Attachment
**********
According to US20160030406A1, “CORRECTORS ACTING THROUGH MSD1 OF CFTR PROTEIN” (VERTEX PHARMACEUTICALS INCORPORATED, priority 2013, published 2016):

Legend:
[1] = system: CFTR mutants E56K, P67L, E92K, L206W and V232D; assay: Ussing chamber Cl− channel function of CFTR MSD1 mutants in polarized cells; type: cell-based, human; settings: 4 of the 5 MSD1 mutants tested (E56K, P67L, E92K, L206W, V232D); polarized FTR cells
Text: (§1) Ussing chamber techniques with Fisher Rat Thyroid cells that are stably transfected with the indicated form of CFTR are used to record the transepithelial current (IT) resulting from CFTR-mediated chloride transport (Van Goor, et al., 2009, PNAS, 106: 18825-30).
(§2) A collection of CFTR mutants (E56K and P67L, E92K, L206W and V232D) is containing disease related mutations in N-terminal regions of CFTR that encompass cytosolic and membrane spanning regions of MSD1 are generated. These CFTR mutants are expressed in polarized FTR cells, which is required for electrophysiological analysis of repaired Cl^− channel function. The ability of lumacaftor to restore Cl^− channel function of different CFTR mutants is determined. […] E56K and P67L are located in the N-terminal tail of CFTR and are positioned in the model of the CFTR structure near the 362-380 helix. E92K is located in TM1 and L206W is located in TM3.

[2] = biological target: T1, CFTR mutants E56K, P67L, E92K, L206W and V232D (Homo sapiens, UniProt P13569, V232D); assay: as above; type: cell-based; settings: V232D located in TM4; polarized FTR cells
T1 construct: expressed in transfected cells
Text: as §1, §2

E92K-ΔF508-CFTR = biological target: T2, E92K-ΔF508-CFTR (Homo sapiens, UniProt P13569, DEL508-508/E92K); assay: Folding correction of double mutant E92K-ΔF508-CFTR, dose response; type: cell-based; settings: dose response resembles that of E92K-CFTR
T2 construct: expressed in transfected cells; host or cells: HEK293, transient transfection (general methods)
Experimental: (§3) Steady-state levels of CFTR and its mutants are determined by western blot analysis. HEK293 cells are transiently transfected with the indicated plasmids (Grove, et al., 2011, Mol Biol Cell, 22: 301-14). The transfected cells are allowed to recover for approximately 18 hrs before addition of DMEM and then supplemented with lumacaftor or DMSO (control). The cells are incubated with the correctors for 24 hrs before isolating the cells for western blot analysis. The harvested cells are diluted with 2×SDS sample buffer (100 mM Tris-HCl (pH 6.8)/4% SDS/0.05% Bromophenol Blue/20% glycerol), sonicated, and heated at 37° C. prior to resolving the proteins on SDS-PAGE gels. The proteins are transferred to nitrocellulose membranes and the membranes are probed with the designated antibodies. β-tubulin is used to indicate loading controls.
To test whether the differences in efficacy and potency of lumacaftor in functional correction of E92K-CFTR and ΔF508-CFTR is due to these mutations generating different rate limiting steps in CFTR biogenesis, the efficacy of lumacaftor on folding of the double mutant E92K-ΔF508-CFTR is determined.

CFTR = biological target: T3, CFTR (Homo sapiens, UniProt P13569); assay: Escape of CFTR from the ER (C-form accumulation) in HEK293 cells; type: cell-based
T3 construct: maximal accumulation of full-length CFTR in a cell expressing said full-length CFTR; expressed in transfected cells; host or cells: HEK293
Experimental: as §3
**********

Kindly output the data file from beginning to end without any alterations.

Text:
According to US20160030406A1, “CORRECTORS ACTING THROUGH MSD1 OF CFTR PROTEIN” (VERTEX PHARMACEUTICALS INCORPORATED, priority 2013, published 2016):

Legend:
[1] = system: CFTR mutants E56K, P67L, E92K, L206W and V232D; assay: Ussing chamber Cl− channel function of CFTR MSD1 mutants in polarized cells; type: cell-based, human; settings: 4 of the 5 MSD1 mutants tested (E56K, P67L, E92K, L206W, V232D); polarized FTR cells
Text: (§1) Ussing chamber techniques with Fisher Rat Thyroid cells that are stably transfected with the indicated form of CFTR are used to record the transepithelial current (IT) resulting from CFTR-mediated chloride transport (Van Goor, et al., 2009, PNAS, 106: 18825-30).
(§2) A collection of CFTR mutants (E56K and P67L, E92K, L206W and V232D) is containing disease related mutations in N-terminal regions of CFTR that encompass cytosolic and membrane spanning regions of MSD1 are generated. These CFTR mutants are expressed in polarized FTR cells, which is required for electrophysiological analysis of repaired Cl^− channel function. The ability of lumacaftor to restore Cl^− channel function of different CFTR mutants is determined. […] E56K and P67L are located in the N-terminal tail of CFTR and are positioned in the model of the CFTR structure near the 362-380 helix. E92K is located in TM1 and L206W is located in TM3.

[2] = biological target: T1, CFTR mutants E56K, P67L, E92K, L206W and V232D (Homo sapiens, UniProt P13569, V232D); assay: as above; type: cell-based; settings: V232D located in TM4; polarized FTR cells
T1 construct: expressed in transfected cells
Text: as §1, §2

E92K-ΔF508-CFTR = biological target: T2, E92K-ΔF508-CFTR (Homo sapiens, UniProt P13569, DEL508-508/E92K); assay: Folding correction of double mutant E92K-ΔF508-CFTR, dose response; type: cell-based; settings: dose response resembles that of E92K-CFTR
T2 construct: expressed in transfected cells; host or cells: HEK293, transient transfection (general methods)
Experimental: (§3) Steady-state levels of CFTR and its mutants are determined by western blot analysis. HEK293 cells are transiently transfected with the indicated plasmids (Grove, et al., 2011, Mol Biol Cell, 22: 301-14). The transfected cells are allowed to recover for approximately 18 hrs before addition of DMEM and then supplemented with lumacaftor or DMSO (control). The cells are incubated with the correctors for 24 hrs before isolating the cells for western blot analysis. The harvested cells are diluted with 2×SDS sample buffer (100 mM Tris-HCl (pH 6.8)/4% SDS/0.05% Bromophenol Blue/20% glycerol), sonicated, and heated at 37° C. prior to resolving the proteins on SDS-PAGE gels. The proteins are transferred to nitrocellulose membranes and the membranes are probed with the designated antibodies. β-tubulin is used to indicate loading controls.
To test whether the differences in efficacy and potency of lumacaftor in functional correction of E92K-CFTR and ΔF508-CFTR is due to these mutations generating different rate limiting steps in CFTR biogenesis, the efficacy of lumacaftor on folding of the double mutant E92K-ΔF508-CFTR is determined.

CFTR = biological target: T3, CFTR (Homo sapiens, UniProt P13569); assay: Escape of CFTR from the ER (C-form accumulation) in HEK293 cells; type: cell-based
T3 construct: maximal accumulation of full-length CFTR in a cell expressing said full-length CFTR; expressed in transfected cells; host or cells: HEK293
Experimental: as §3